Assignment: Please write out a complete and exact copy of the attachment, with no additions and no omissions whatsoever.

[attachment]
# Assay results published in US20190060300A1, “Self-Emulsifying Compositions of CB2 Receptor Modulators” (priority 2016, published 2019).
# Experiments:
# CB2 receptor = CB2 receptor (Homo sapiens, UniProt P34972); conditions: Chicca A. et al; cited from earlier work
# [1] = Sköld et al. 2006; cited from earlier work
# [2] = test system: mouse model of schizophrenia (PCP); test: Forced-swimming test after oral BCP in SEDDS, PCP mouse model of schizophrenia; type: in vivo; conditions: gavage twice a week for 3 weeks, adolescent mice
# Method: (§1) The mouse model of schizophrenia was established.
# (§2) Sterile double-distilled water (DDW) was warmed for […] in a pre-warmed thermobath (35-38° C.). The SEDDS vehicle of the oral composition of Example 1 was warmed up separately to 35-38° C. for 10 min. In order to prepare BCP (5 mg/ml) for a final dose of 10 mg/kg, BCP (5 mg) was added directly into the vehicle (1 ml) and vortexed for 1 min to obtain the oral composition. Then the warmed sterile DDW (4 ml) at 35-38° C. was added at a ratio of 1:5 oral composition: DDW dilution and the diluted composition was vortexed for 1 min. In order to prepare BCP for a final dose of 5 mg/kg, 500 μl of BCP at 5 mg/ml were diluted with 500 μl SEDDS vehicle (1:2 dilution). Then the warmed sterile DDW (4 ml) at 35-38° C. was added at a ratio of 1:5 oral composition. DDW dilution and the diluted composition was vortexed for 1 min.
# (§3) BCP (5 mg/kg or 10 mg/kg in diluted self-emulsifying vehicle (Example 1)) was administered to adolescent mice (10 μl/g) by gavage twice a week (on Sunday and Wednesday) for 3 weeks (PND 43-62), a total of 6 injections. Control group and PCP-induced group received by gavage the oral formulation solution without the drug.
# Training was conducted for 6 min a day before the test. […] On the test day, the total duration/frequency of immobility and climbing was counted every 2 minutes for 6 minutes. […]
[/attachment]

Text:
# Assay results published in US20190060300A1, “Self-Emulsifying Compositions of CB2 Receptor Modulators” (priority 2016, published 2019).
# Experiments:
# CB2 receptor = CB2 receptor (Homo sapiens, UniProt P34972); conditions: Chicca A. et al; cited from earlier work
# [1] = Sköld et al. 2006; cited from earlier work
# [2] = test system: mouse model of schizophrenia (PCP); test: Forced-swimming test after oral BCP in SEDDS, PCP mouse model of schizophrenia; type: in vivo; conditions: gavage twice a week for 3 weeks, adolescent mice
# Method: (§1) The mouse model of schizophrenia was established.
# (§2) Sterile double-distilled water (DDW) was warmed for […] in a pre-warmed thermobath (35-38° C.). The SEDDS vehicle of the oral composition of Example 1 was warmed up separately to 35-38° C. for 10 min. In order to prepare BCP (5 mg/ml) for a final dose of 10 mg/kg, BCP (5 mg) was added directly into the vehicle (1 ml) and vortexed for 1 min to obtain the oral composition. Then the warmed sterile DDW (4 ml) at 35-38° C. was added at a ratio of 1:5 oral composition: DDW dilution and the diluted composition was vortexed for 1 min. In order to prepare BCP for a final dose of 5 mg/kg, 500 μl of BCP at 5 mg/ml were diluted with 500 μl SEDDS vehicle (1:2 dilution). Then the warmed sterile DDW (4 ml) at 35-38° C. was added at a ratio of 1:5 oral composition. DDW dilution and the diluted composition was vortexed for 1 min.
# (§3) BCP (5 mg/kg or 10 mg/kg in diluted self-emulsifying vehicle (Example 1)) was administered to adolescent mice (10 μl/g) by gavage twice a week (on Sunday and Wednesday) for 3 weeks (PND 43-62), a total of 6 injections. Control group and PCP-induced group received by gavage the oral formulation solution without the drug.
# Training was conducted for 6 min a day before the test. […] On the test day, the total duration/frequency of immobility and climbing was counted every 2 minutes for 6 minutes. […]